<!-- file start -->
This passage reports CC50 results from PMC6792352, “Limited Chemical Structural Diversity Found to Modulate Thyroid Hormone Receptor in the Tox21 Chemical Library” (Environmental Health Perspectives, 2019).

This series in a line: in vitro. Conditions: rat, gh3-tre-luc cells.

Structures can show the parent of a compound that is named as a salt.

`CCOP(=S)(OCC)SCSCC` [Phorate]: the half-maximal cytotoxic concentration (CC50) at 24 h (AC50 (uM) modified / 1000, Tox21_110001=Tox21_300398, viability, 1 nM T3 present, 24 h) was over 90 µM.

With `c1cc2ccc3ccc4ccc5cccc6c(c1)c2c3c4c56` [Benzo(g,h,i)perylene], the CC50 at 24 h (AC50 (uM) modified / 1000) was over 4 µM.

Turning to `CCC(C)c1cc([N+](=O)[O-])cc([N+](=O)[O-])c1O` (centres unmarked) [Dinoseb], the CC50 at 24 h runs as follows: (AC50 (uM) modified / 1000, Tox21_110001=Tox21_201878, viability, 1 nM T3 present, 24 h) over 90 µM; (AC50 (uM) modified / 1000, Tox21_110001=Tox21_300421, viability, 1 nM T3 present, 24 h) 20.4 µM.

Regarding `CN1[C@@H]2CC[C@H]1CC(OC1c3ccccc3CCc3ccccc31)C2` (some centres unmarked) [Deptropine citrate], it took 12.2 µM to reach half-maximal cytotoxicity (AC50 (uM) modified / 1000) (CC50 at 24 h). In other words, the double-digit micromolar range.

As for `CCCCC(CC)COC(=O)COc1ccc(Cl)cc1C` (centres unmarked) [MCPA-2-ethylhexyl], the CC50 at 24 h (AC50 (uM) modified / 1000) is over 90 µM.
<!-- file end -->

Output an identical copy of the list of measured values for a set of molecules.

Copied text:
This passage reports CC50 results from PMC6792352, “Limited Chemical Structural Diversity Found to Modulate Thyroid Hormone Receptor in the Tox21 Chemical Library” (Environmental Health Perspectives, 2019).

This series in a line: in vitro. Conditions: rat, gh3-tre-luc cells.

Structures can show the parent of a compound that is named as a salt.

`CCOP(=S)(OCC)SCSCC` [Phorate]: the half-maximal cytotoxic concentration (CC50) at 24 h (AC50 (uM) modified / 1000, Tox21_110001=Tox21_300398, viability, 1 nM T3 present, 24 h) was over 90 µM.

With `c1cc2ccc3ccc4ccc5cccc6c(c1)c2c3c4c56` [Benzo(g,h,i)perylene], the CC50 at 24 h (AC50 (uM) modified / 1000) was over 4 µM.

Turning to `CCC(C)c1cc([N+](=O)[O-])cc([N+](=O)[O-])c1O` (centres unmarked) [Dinoseb], the CC50 at 24 h runs as follows: (AC50 (uM) modified / 1000, Tox21_110001=Tox21_201878, viability, 1 nM T3 present, 24 h) over 90 µM; (AC50 (uM) modified / 1000, Tox21_110001=Tox21_300421, viability, 1 nM T3 present, 24 h) 20.4 µM.

Regarding `CN1[C@@H]2CC[C@H]1CC(OC1c3ccccc3CCc3ccccc31)C2` (some centres unmarked) [Deptropine citrate], it took 12.2 µM to reach half-maximal cytotoxicity (AC50 (uM) modified / 1000) (CC50 at 24 h). In other words, the double-digit micromolar range.

As for `CCCCC(CC)COC(=O)COc1ccc(Cl)cc1C` (centres unmarked) [MCPA-2-ethylhexyl], the CC50 at 24 h (AC50 (uM) modified / 1000) is over 90 µM.